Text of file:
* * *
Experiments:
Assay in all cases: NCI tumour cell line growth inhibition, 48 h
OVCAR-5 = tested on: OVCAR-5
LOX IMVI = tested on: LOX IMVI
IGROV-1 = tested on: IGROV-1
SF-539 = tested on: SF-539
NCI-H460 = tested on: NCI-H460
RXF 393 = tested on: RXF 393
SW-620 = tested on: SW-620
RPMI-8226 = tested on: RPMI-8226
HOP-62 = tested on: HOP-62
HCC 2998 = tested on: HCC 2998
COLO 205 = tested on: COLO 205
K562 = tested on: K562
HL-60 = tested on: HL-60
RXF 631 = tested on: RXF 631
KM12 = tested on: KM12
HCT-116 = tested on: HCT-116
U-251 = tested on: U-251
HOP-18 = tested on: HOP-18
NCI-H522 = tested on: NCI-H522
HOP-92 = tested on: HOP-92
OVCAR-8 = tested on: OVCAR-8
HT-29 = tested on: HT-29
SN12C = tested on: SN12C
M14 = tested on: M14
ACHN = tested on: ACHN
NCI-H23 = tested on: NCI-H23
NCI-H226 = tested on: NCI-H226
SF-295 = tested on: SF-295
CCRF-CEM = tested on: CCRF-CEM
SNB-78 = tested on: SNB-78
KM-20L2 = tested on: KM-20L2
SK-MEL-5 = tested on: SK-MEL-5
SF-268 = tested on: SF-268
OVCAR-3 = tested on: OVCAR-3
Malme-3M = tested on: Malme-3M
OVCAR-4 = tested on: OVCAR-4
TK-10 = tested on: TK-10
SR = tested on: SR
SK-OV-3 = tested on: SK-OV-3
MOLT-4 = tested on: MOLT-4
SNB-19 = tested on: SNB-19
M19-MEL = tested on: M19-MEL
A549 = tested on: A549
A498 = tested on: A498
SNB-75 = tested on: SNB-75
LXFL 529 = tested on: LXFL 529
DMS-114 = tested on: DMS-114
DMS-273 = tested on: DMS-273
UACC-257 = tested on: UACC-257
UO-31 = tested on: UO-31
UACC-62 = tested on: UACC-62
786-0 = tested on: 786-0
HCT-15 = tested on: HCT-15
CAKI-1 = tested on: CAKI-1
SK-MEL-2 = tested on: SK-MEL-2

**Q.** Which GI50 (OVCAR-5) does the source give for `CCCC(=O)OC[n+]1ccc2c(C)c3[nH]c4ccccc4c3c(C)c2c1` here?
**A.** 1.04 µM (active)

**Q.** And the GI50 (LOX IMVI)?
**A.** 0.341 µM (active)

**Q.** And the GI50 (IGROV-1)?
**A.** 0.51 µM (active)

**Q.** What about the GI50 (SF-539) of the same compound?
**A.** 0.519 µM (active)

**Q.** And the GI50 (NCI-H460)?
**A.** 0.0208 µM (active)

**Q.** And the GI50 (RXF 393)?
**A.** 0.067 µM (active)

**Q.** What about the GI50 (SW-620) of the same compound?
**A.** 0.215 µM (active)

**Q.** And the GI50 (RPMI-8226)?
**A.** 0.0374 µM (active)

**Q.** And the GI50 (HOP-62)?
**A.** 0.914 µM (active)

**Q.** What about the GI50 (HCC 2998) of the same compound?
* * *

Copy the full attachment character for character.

Experiments:
Assay in all cases: NCI tumour cell line growth inhibition, 48 h
OVCAR-5 = tested on: OVCAR-5
LOX IMVI = tested on: LOX IMVI
IGROV-1 = tested on: IGROV-1
SF-539 = tested on: SF-539
NCI-H460 = tested on: NCI-H460
RXF 393 = tested on: RXF 393
SW-620 = tested on: SW-620
RPMI-8226 = tested on: RPMI-8226
HOP-62 = tested on: HOP-62
HCC 2998 = tested on: HCC 2998
COLO 205 = tested on: COLO 205
K562 = tested on: K562
HL-60 = tested on: HL-60
RXF 631 = tested on: RXF 631
KM12 = tested on: KM12
HCT-116 = tested on: HCT-116
U-251 = tested on: U-251
HOP-18 = tested on: HOP-18
NCI-H522 = tested on: NCI-H522
HOP-92 = tested on: HOP-92
OVCAR-8 = tested on: OVCAR-8
HT-29 = tested on: HT-29
SN12C = tested on: SN12C
M14 = tested on: M14
ACHN = tested on: ACHN
NCI-H23 = tested on: NCI-H23
NCI-H226 = tested on: NCI-H226
SF-295 = tested on: SF-295
CCRF-CEM = tested on: CCRF-CEM
SNB-78 = tested on: SNB-78
KM-20L2 = tested on: KM-20L2
SK-MEL-5 = tested on: SK-MEL-5
SF-268 = tested on: SF-268
OVCAR-3 = tested on: OVCAR-3
Malme-3M = tested on: Malme-3M
OVCAR-4 = tested on: OVCAR-4
TK-10 = tested on: TK-10
SR = tested on: SR
SK-OV-3 = tested on: SK-OV-3
MOLT-4 = tested on: MOLT-4
SNB-19 = tested on: SNB-19
M19-MEL = tested on: M19-MEL
A549 = tested on: A549
A498 = tested on: A498
SNB-75 = tested on: SNB-75
LXFL 529 = tested on: LXFL 529
DMS-114 = tested on: DMS-114
DMS-273 = tested on: DMS-273
UACC-257 = tested on: UACC-257
UO-31 = tested on: UO-31
UACC-62 = tested on: UACC-62
786-0 = tested on: 786-0
HCT-15 = tested on: HCT-15
CAKI-1 = tested on: CAKI-1
SK-MEL-2 = tested on: SK-MEL-2

**Q.** Which GI50 (OVCAR-5) does the source give for `CCCC(=O)OC[n+]1ccc2c(C)c3[nH]c4ccccc4c3c(C)c2c1` here?
**A.** 1.04 µM (active)

**Q.** And the GI50 (LOX IMVI)?
**A.** 0.341 µM (active)

**Q.** And the GI50 (IGROV-1)?
**A.** 0.51 µM (active)

**Q.** What about the GI50 (SF-539) of the same compound?
**A.** 0.519 µM (active)

**Q.** And the GI50 (NCI-H460)?
**A.** 0.0208 µM (active)

**Q.** And the GI50 (RXF 393)?
**A.** 0.067 µM (active)

**Q.** What about the GI50 (SW-620) of the same compound?
**A.** 0.215 µM (active)

**Q.** And the GI50 (RPMI-8226)?
**A.** 0.0374 µM (active)

**Q.** And the GI50 (HOP-62)?
**A.** 0.914 µM (active)

**Q.** What about the GI50 (HCC 2998) of the same compound?